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Monday, June 4, 2012

Queen Elizabeth II sparkles on her day for the Diamond Jubilee

LONDON — On a luxury barge festooned with flowers, Queen Elizabeth II sailed down the River Thames on Sunday amid a motley but majestic flotilla of 1,000 vessels, mustered to mark her 60 years on the British throne.

Hundreds of thousands of Union Jack-waving spectators formed a red, white and blue wave along London's riverbanks and bridges, cheering the 86-year-old monarch and her armada of motorboats, rowboats and sailboats of all shapes and sizes. The pageant was a nod to Britain's maritime heritage and one of the biggest events on the river for centuries.

The queen wore a silver and white dress and matching coat — embroidered with gold, silver and ivory spots and embellished with Swarovski crystals to evoke the river — for her trip aboard the barge Spirit of Chartwell, decorated for the occasion in rich red, gold and purple velvet.

The queen's grandson, Prince William, and his wife, the Duchess of Cambridge — he in his Royal Air Force uniform, she in a red Alexander McQueen dress — and William's brother, Prince Harry, were among senior royals who joined the queen and her husband, Prince Philip.

After a celebratory peal of bells, the boat set off downstream at a stately 4 knots (4.6 mph, 7.4 kph), accompanied by skiffs, barges, narrow boats, kayaks, gondolas, dragon boats and even a replica Viking longboat.

The flotilla was sailing past some of the city's great landmarks — including the Houses of Parliament, the London Eye and St. Paul's Cathedral — before ending its journey near Tower Bridge. Downriver, ships too tall to fit under London's bridges were moored along both banks of the river.

Large crowds turned out despite cold, drizzly weather to fete a queen who has assumed the status of nation's grandmother.

Hundreds of people ignored the persistent rain and camped out overnight to secure prime riverside spots. Crowds swelled into the thousands Sunday, with revelers in hats, flags, leggings and rain ponchos adorned with the Union flag mixing with burger and cotton candy vendors along the 7-mile (11-kilometer) route.

"It would have been wonderful if it had been sunny like last Sunday but we have come prepared," said 57-year-old Christine Steele. "We have got blankets, brollies (umbrellas), flags and bunting. We even got our glittery Union Jack hats and wigs, and the Champagne is on ice."

The spectacle was a tribute to Britain's past — monarchs used the river as their main highway for centuries, and naval power built the island nation's once-great empire — as well as to its abiding love of boats and the sea.

Joining in the festivities with the crowds in Battersea Park, colourful London Mayor Boris Johnson brushed off concerns about the poor weather.

"I think the weather is the ideal climatic conditions for a proper British summer festivity," he said.

"People will want to show their admiration for the Queen's 60 years on the throne, whatever the weather throws at them."

In a city suffering chronic depression as a result of the double-dip recession, the celebrations were a welcome distraction.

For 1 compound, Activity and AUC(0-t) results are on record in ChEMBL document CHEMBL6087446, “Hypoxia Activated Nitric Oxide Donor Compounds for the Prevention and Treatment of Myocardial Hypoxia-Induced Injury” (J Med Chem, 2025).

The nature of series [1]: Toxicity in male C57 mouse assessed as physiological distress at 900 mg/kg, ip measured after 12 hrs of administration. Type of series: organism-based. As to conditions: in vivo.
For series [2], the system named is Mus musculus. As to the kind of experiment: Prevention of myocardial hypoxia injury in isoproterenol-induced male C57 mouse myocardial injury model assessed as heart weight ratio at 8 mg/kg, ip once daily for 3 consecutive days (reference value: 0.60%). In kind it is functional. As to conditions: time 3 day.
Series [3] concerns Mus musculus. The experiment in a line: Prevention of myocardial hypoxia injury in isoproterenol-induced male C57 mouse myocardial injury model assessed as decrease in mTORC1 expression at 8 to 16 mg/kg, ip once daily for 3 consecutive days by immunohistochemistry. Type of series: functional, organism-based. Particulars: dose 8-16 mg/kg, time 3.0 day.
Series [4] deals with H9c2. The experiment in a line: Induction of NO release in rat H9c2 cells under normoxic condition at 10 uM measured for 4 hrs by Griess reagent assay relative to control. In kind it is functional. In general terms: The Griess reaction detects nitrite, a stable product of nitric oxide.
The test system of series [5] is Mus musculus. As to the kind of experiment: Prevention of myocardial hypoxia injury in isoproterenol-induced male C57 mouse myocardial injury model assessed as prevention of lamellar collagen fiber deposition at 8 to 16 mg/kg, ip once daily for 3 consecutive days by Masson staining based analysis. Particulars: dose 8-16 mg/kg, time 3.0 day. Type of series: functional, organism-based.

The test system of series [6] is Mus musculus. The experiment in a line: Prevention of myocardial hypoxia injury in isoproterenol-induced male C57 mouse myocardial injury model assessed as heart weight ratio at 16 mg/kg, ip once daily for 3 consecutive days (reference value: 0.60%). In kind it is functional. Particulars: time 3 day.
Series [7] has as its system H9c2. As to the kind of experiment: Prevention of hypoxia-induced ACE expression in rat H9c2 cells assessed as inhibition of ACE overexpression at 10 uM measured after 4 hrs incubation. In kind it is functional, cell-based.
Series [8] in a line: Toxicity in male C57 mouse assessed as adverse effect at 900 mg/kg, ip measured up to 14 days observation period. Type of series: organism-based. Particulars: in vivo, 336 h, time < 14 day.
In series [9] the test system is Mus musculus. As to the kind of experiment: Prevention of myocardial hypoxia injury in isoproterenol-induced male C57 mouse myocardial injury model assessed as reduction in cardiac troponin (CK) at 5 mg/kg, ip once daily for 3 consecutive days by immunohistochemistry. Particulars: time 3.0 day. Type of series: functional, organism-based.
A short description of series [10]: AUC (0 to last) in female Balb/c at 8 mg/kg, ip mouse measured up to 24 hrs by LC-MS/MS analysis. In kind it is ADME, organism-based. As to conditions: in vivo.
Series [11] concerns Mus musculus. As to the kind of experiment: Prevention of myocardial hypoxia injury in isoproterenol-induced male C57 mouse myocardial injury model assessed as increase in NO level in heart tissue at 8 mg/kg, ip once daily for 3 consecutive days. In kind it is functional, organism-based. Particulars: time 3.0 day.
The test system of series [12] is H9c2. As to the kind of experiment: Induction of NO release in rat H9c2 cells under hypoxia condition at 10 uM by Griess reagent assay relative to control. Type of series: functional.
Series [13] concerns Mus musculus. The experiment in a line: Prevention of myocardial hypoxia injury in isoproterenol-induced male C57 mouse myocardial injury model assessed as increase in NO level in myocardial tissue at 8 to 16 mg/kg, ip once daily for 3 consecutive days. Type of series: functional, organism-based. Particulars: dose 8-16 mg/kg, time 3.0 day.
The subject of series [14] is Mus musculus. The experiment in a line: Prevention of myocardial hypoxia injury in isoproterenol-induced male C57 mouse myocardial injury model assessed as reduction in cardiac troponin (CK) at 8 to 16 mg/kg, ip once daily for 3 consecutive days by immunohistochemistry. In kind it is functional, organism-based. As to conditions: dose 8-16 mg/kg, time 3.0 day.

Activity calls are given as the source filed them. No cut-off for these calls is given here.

Painter Liz Martyn and her childhood friend Vivien Watt, from Devon, took one look at the weather and decided the dress code of the day should be ski gear.

The pair, both 61, have lived through the six decades of the Queen's reign.

"There were six other kids in my school named Elizabeth because we were all born when the Queen came to the throne and we've grown up with them," Ms Martyn, who moved to Australia from the UK in 1981, said.

Ms Watt, who spent time living in the Hunter Valley, witnessed the weddings of both Prince Charles and Lady Diana, and Prince William and Kate Middleton - but her parents' royal link was even more intimate.

"My parents, when they got married, their friends were florists in London and they had made the Queen's bouquet for her wedding, so when my parents got married they made them an identical one," she said.

Joining the Queen from Battersea Bridge to Tower Bridge in the east were the Duke of Edinburgh, Prince of Wales, Duchess of Cornwall, Duke and Duchess of Cambridge and Prince Harry.

Australian Governor-General Quentin Bryce was on board the Sarpedon, sharing deck-space with Foreign Secretary William Hague and heads of state.

In a mark of extreme trust, Australian navy guards were assigned to secure the royal family safe passage, while Aussie surf lifesavers were on hand to give CPR if Her Majesty went overboard.

Summing up her feelings before hitting the water as the youngest female among 29 lifesavers, Caitlin McConnel said the best words were total euphoria. "It's amazing," the 22-year-old Brisbane resident said. "The whole world is watching. And if we can tackle six-foot waves we can certainly tackle a bit of rain."

But fellow Queenslander Rachel Kilmartin, also 22, said the cold weather was a shock.

The weather was expected to clear before Australian performers Kylie Minogue and Rolf Harris take to the state open-air Jubilee Concert at Buckingham Palace tonight.In Sydney, hundreds marked the milestone with a service at St Andrew's Cathedral.
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